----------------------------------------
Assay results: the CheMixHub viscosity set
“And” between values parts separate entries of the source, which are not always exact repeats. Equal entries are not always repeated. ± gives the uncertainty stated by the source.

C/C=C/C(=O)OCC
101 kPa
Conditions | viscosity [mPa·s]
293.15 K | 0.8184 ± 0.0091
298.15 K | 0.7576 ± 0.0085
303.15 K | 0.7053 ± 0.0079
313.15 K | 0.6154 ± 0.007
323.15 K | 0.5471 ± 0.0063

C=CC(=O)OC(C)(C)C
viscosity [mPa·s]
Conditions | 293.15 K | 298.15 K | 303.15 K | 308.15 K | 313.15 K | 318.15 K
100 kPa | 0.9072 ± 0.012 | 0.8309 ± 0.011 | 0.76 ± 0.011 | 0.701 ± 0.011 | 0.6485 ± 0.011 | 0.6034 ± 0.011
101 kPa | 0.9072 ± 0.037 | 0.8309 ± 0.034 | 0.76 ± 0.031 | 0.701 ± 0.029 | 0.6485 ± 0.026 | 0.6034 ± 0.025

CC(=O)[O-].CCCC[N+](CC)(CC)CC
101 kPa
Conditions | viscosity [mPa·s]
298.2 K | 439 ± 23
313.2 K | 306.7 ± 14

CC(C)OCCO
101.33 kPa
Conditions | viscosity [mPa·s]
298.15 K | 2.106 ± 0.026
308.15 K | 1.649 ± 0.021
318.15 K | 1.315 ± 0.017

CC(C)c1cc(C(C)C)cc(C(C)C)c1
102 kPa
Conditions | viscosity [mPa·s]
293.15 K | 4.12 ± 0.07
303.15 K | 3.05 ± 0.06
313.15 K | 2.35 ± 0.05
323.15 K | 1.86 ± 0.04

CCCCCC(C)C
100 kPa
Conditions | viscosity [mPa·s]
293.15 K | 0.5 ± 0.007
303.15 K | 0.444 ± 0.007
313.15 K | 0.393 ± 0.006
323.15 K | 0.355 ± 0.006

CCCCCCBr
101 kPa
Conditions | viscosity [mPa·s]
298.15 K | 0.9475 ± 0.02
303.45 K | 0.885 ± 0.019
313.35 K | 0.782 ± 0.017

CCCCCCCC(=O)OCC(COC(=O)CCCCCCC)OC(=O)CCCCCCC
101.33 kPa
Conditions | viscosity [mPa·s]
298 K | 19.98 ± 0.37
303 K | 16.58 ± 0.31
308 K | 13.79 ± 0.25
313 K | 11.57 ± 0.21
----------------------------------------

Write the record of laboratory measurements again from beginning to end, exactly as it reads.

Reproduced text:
Assay results: the CheMixHub viscosity set
“And” between values parts separate entries of the source, which are not always exact repeats. Equal entries are not always repeated. ± gives the uncertainty stated by the source.

C/C=C/C(=O)OCC
101 kPa
Conditions | viscosity [mPa·s]
293.15 K | 0.8184 ± 0.0091
298.15 K | 0.7576 ± 0.0085
303.15 K | 0.7053 ± 0.0079
313.15 K | 0.6154 ± 0.007
323.15 K | 0.5471 ± 0.0063

C=CC(=O)OC(C)(C)C
viscosity [mPa·s]
Conditions | 293.15 K | 298.15 K | 303.15 K | 308.15 K | 313.15 K | 318.15 K
100 kPa | 0.9072 ± 0.012 | 0.8309 ± 0.011 | 0.76 ± 0.011 | 0.701 ± 0.011 | 0.6485 ± 0.011 | 0.6034 ± 0.011
101 kPa | 0.9072 ± 0.037 | 0.8309 ± 0.034 | 0.76 ± 0.031 | 0.701 ± 0.029 | 0.6485 ± 0.026 | 0.6034 ± 0.025

CC(=O)[O-].CCCC[N+](CC)(CC)CC
101 kPa
Conditions | viscosity [mPa·s]
298.2 K | 439 ± 23
313.2 K | 306.7 ± 14

CC(C)OCCO
101.33 kPa
Conditions | viscosity [mPa·s]
298.15 K | 2.106 ± 0.026
308.15 K | 1.649 ± 0.021
318.15 K | 1.315 ± 0.017

CC(C)c1cc(C(C)C)cc(C(C)C)c1
102 kPa
Conditions | viscosity [mPa·s]
293.15 K | 4.12 ± 0.07
303.15 K | 3.05 ± 0.06
313.15 K | 2.35 ± 0.05
323.15 K | 1.86 ± 0.04

CCCCCC(C)C
100 kPa
Conditions | viscosity [mPa·s]
293.15 K | 0.5 ± 0.007
303.15 K | 0.444 ± 0.007
313.15 K | 0.393 ± 0.006
323.15 K | 0.355 ± 0.006

CCCCCCBr
101 kPa
Conditions | viscosity [mPa·s]
298.15 K | 0.9475 ± 0.02
303.45 K | 0.885 ± 0.019
313.35 K | 0.782 ± 0.017

CCCCCCCC(=O)OCC(COC(=O)CCCCCCC)OC(=O)CCCCCCC
101.33 kPa
Conditions | viscosity [mPa·s]
298 K | 19.98 ± 0.37
303 K | 16.58 ± 0.31
308 K | 13.79 ± 0.25
313 K | 11.57 ± 0.21